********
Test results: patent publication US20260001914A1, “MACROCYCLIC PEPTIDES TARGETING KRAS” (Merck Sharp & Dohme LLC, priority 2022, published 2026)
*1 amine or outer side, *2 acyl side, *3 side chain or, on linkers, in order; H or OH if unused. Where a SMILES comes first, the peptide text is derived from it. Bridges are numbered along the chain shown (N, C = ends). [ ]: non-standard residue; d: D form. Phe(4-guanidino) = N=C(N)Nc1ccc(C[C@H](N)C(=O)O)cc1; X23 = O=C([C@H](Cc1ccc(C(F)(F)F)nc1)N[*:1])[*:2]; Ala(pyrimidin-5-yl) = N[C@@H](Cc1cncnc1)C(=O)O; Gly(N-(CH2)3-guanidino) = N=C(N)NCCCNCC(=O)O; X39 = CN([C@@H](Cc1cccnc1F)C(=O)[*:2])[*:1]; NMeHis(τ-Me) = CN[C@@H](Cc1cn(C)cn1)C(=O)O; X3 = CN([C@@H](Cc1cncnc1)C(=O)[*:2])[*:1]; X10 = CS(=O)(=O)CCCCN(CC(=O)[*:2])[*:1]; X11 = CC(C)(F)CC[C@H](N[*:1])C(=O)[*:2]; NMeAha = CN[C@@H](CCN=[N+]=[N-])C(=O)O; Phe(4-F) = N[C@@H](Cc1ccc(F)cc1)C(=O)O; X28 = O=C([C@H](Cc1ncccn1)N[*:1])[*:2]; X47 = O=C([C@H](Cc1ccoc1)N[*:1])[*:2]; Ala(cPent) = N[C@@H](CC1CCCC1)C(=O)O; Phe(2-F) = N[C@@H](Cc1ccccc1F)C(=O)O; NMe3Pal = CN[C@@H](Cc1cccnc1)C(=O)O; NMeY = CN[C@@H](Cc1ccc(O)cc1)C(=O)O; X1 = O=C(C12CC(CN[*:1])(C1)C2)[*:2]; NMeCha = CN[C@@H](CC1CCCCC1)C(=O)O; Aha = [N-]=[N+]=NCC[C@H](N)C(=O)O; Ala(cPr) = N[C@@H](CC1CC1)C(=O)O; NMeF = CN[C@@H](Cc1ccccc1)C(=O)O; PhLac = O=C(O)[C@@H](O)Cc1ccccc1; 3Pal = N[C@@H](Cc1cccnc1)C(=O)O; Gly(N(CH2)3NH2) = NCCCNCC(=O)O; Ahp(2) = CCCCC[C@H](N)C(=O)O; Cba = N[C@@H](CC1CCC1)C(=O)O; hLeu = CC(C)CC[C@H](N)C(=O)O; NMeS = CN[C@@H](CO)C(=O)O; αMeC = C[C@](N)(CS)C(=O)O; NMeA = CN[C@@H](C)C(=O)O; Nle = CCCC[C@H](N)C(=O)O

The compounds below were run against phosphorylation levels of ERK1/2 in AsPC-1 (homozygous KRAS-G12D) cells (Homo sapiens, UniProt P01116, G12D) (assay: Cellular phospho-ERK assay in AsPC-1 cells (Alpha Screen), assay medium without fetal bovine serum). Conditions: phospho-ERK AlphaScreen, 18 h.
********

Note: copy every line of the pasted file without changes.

Test results: patent publication US20260001914A1, “MACROCYCLIC PEPTIDES TARGETING KRAS” (Merck Sharp & Dohme LLC, priority 2022, published 2026)
*1 amine or outer side, *2 acyl side, *3 side chain or, on linkers, in order; H or OH if unused. Where a SMILES comes first, the peptide text is derived from it. Bridges are numbered along the chain shown (N, C = ends). [ ]: non-standard residue; d: D form. Phe(4-guanidino) = N=C(N)Nc1ccc(C[C@H](N)C(=O)O)cc1; X23 = O=C([C@H](Cc1ccc(C(F)(F)F)nc1)N[*:1])[*:2]; Ala(pyrimidin-5-yl) = N[C@@H](Cc1cncnc1)C(=O)O; Gly(N-(CH2)3-guanidino) = N=C(N)NCCCNCC(=O)O; X39 = CN([C@@H](Cc1cccnc1F)C(=O)[*:2])[*:1]; NMeHis(τ-Me) = CN[C@@H](Cc1cn(C)cn1)C(=O)O; X3 = CN([C@@H](Cc1cncnc1)C(=O)[*:2])[*:1]; X10 = CS(=O)(=O)CCCCN(CC(=O)[*:2])[*:1]; X11 = CC(C)(F)CC[C@H](N[*:1])C(=O)[*:2]; NMeAha = CN[C@@H](CCN=[N+]=[N-])C(=O)O; Phe(4-F) = N[C@@H](Cc1ccc(F)cc1)C(=O)O; X28 = O=C([C@H](Cc1ncccn1)N[*:1])[*:2]; X47 = O=C([C@H](Cc1ccoc1)N[*:1])[*:2]; Ala(cPent) = N[C@@H](CC1CCCC1)C(=O)O; Phe(2-F) = N[C@@H](Cc1ccccc1F)C(=O)O; NMe3Pal = CN[C@@H](Cc1cccnc1)C(=O)O; NMeY = CN[C@@H](Cc1ccc(O)cc1)C(=O)O; X1 = O=C(C12CC(CN[*:1])(C1)C2)[*:2]; NMeCha = CN[C@@H](CC1CCCCC1)C(=O)O; Aha = [N-]=[N+]=NCC[C@H](N)C(=O)O; Ala(cPr) = N[C@@H](CC1CC1)C(=O)O; NMeF = CN[C@@H](Cc1ccccc1)C(=O)O; PhLac = O=C(O)[C@@H](O)Cc1ccccc1; 3Pal = N[C@@H](Cc1cccnc1)C(=O)O; Gly(N(CH2)3NH2) = NCCCNCC(=O)O; Ahp(2) = CCCCC[C@H](N)C(=O)O; Cba = N[C@@H](CC1CCC1)C(=O)O; hLeu = CC(C)CC[C@H](N)C(=O)O; NMeS = CN[C@@H](CO)C(=O)O; αMeC = C[C@](N)(CS)C(=O)O; NMeA = CN[C@@H](C)C(=O)O; Nle = CCCC[C@H](N)C(=O)O

The compounds below were run against phosphorylation levels of ERK1/2 in AsPC-1 (homozygous KRAS-G12D) cells (Homo sapiens, UniProt P01116, G12D) (assay: Cellular phospho-ERK assay in AsPC-1 cells (Alpha Screen), assay medium without fetal bovine serum). Conditions: phospho-ERK AlphaScreen, 18 h.